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remembering jean delordFrom Bob Ricks ’58
Jean Delord was my senior year physics professor
and hired me to do solid state physics work at Tektronix when
he was their director of research. These two reasons alone
would justify my saying he had a major impact upon my life.
Jean, however, was more than a teacher, physicist, and manager.
Others have discussed his interests in worldwide concerns from
World War II through the end of the twentieth century. I would
like to share a more personal example of the pleasure he took
in the romantic outlook instilled during his youth in France.
At one point, while Jean was director of research at Tektronix,
a production group was being given eye exams in the library.
Jean saw that the examiner was an attractive summer student.
His instruction to me was to wait until the other group departed
and then go get my eyes checked. She and I had a discussion
about why I was not on her list to have an eye exam and if
she needed a ride home after work. In subsequent years there
was a twinkle in Jean’s eyes as he told my wife that
he claimed credit for the matchmaking that resulted in our
marriage in 1961.
From Fred Rogers ’66
I was very saddened to read about the passing of Jean Delord. Jean
was my thesis adviser, a task at which he labored with
consistent good humor and patience. He supported and inspired me
process of producing a work of some modest usefulness,
and in doing so proved yet again that a very good instructor can
get results out
of even the least promising of students. February’s
Reed arrived, by coincidence, on a day after I happened
to look back at Carter Weiss’s 1965 Griffin. I
had turned again at the peace demonstration photos from the winter
and thought, gosh, here we go again. I then remembered that Jean
Delord was the first faculty member that I happened to
notice in attendance at a peace
demonstration (probably one of those shown in that Griffin). I
remembered being struck by his typical composure, and
being impressed that he was there along
with a bunch of motley students. But how characteristic that was
of a man who had lived in occupied France, resisted the
Nazis, and then lived through the
disastrous French adventure in Indochina and never forgot its lessons.
I suspect that everyone who knew Jean Delord soon realized
that he was an extraordinary
citizen of the world as well as a fine scholar. He was a good and
gifted man. I wish I’d told him so while I still
had the opportunity.
From Eileen Reierson MAT ’69
I have always been intimidated by the thought
of making pie crust, so I enrolled in the recent alumni board-sponsored
pie crust class
taught by Johanna Colgrove ’92.
A wonderfully disparate group—male and female, aged over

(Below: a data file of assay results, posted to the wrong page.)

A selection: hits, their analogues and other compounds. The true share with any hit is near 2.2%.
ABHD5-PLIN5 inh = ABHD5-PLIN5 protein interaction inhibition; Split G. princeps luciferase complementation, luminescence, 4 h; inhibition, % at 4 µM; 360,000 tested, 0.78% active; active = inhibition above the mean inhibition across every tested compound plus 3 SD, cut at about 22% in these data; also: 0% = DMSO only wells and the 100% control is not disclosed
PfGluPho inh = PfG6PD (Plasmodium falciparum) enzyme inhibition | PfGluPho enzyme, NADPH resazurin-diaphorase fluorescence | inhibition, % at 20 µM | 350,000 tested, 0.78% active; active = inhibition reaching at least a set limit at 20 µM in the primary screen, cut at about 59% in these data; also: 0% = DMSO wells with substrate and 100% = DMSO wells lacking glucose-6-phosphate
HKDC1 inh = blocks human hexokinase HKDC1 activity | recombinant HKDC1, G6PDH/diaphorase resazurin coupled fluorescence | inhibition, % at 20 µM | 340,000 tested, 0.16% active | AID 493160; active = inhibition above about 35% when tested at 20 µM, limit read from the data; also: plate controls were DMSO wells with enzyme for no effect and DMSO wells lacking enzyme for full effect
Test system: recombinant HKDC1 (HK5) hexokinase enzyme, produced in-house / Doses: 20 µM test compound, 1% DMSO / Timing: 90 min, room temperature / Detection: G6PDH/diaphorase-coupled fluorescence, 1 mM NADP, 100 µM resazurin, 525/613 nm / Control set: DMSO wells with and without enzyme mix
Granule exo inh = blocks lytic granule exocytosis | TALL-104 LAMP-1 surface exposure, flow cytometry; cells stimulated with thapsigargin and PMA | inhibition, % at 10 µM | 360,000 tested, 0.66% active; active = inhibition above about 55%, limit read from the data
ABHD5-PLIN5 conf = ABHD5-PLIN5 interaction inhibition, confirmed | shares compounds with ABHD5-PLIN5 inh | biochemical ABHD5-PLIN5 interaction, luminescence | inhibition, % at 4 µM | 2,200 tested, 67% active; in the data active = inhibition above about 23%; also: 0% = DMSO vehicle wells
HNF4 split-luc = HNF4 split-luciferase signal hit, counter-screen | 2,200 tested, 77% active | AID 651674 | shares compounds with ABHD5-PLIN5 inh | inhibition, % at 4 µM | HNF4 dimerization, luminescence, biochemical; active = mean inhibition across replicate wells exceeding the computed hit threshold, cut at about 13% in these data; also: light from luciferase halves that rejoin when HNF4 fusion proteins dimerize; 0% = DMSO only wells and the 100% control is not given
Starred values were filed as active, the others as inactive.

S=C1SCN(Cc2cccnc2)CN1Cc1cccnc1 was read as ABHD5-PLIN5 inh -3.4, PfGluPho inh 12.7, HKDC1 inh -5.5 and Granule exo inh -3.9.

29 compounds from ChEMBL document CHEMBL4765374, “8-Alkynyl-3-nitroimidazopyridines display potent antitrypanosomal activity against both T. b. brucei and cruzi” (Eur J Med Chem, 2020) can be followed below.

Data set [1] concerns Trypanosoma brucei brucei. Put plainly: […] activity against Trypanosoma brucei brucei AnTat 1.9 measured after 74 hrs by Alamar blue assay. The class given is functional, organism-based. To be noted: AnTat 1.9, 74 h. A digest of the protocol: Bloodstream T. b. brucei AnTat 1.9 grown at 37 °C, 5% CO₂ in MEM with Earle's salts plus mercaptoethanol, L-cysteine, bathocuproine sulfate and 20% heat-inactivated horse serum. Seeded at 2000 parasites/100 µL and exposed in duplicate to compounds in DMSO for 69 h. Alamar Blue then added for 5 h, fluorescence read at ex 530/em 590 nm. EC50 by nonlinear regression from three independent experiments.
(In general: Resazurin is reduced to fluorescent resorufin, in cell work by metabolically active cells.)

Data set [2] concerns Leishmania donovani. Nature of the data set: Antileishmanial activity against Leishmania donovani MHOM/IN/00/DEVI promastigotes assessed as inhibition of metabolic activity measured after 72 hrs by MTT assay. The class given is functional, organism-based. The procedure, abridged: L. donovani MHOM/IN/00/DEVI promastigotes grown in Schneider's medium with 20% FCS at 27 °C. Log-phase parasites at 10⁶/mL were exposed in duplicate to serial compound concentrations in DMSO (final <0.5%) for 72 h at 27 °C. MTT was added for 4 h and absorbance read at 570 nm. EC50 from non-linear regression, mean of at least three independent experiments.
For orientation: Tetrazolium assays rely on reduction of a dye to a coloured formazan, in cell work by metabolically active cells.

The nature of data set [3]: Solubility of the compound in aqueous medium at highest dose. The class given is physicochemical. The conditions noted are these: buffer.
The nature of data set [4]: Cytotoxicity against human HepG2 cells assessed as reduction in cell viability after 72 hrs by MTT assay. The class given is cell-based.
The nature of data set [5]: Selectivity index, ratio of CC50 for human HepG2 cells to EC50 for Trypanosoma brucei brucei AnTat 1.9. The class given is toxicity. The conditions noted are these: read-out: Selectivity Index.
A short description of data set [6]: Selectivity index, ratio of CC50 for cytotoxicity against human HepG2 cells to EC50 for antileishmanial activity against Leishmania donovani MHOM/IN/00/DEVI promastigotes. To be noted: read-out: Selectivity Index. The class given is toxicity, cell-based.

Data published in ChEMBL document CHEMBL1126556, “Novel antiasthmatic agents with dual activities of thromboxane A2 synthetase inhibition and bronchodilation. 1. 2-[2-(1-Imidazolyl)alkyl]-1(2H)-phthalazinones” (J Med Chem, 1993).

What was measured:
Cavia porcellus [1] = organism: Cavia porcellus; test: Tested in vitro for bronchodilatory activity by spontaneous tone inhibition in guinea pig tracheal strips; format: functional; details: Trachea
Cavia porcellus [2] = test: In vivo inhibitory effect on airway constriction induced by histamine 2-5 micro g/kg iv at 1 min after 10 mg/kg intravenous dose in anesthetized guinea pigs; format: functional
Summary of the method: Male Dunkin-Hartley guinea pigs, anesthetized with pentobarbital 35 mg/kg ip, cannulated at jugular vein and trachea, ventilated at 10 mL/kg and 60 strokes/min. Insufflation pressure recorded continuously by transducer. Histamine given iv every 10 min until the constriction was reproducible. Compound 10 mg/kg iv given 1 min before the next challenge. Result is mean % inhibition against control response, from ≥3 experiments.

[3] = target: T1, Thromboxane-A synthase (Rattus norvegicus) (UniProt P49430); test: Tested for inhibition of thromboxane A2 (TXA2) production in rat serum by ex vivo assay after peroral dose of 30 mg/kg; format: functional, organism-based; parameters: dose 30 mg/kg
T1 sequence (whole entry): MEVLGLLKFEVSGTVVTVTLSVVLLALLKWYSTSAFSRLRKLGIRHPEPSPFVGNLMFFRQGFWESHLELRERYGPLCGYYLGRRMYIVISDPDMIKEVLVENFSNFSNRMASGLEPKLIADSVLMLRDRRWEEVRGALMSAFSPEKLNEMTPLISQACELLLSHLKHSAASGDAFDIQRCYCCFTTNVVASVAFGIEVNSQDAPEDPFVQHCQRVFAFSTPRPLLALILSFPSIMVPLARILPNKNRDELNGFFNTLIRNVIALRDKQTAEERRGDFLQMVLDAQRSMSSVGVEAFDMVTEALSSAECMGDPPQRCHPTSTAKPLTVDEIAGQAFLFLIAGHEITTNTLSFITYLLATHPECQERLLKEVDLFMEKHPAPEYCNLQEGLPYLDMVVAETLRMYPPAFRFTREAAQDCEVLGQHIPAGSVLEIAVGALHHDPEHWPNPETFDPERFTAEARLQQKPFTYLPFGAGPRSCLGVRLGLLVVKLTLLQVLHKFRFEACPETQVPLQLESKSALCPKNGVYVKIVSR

eighty to under one—took part. By mistake I arrived at
the classroom an hour early, so I whiled away the time by writing
a few pie crust haiku:
An hour early,
I’ll watch the yellow leaves fall
And listen to the brook.
The rain drips and drips and drips.
I hope it won’t
Make my pie crust soggy.
Too old to master pie crust,
But I’ll bake
An apple pie for Francis.
In an empty room
The ghost of Lloyd Reynolds
Creek, logs, trees—
How many years ago
Did my sons play Tom Sawyer?
The class was really fun. All the pies looked beautiful, but my
crust was still rather tough, alas.
computing history revealed
From Robert Reynolds (honorary alumnus ’02)
I anticipate an interesting flurry of response
to the quote of my friend Martin Ringle that “Reed first became involved with
computing in 1968 (when an analog computer figured in a senior
the February 2003 issue of Reed.
I’ll contribute my bit by mentioning that Joel Allen Salon’s
1965 physics thesis Approximate Solutions
to Radial Distribution Functions of Gaseous
Systems made extensive use of Reed’s
then-mainframe, an IBM 1620 that did not want
for academic use.
Further, Dennis Hoffman introduced systematic instruction in FORTRAN
to the sophomore physics laboratories in academic year 1964-65.
From Bart Jones ’65
Interesting article by Kate Hobbie about
Reed’s use of IT.
She quotes Marty Ringle: “Reed first became involved with computing
in 1968.” Actually it was at least three years earlier. In
1964–65 an IBM 1620 was installed
in Eliot basement. Professor Alfred Bork
taught elementary FORTRAN programming to
all of us in
Nat Sci 110, for numerical integration
of orbit equations. This was very early
days for the use of computers in physics.
at least one paper on the subject, and
I believe he left Reed soon after for a
position where he could specialize in it.
That same IBM 1620 provided Peter Norton ’65
his first crack at writing programming tools, leading to his later
image of reed
From Rudolf Wagner ’52
Whenever I introduce myself as a Reed graduate I get very mixed
impressions. When I am back East attending some function and I mention
that I went to Reed, I hear ahs, and I’m bestowed with much
pleasing recognition. Yet, when I’m in Portland the reaction
is quite negative. Only three months ago I received a call from a
person in Lake Oswego. As we got into conversation I let it be known
that I attended Reed. Immediately this person let me know that he
holds Reed in low regard. I asked him why and he mentioned that there
was a student at Reed in the 1920s who went to the Soviet Union full
of enthusiasm for communism and then returned completely demoralized
and disappointed with what he experienced there. I just can’t
understand why such a fine educational institution as Reed should
carry forever a black mark in the Portland area.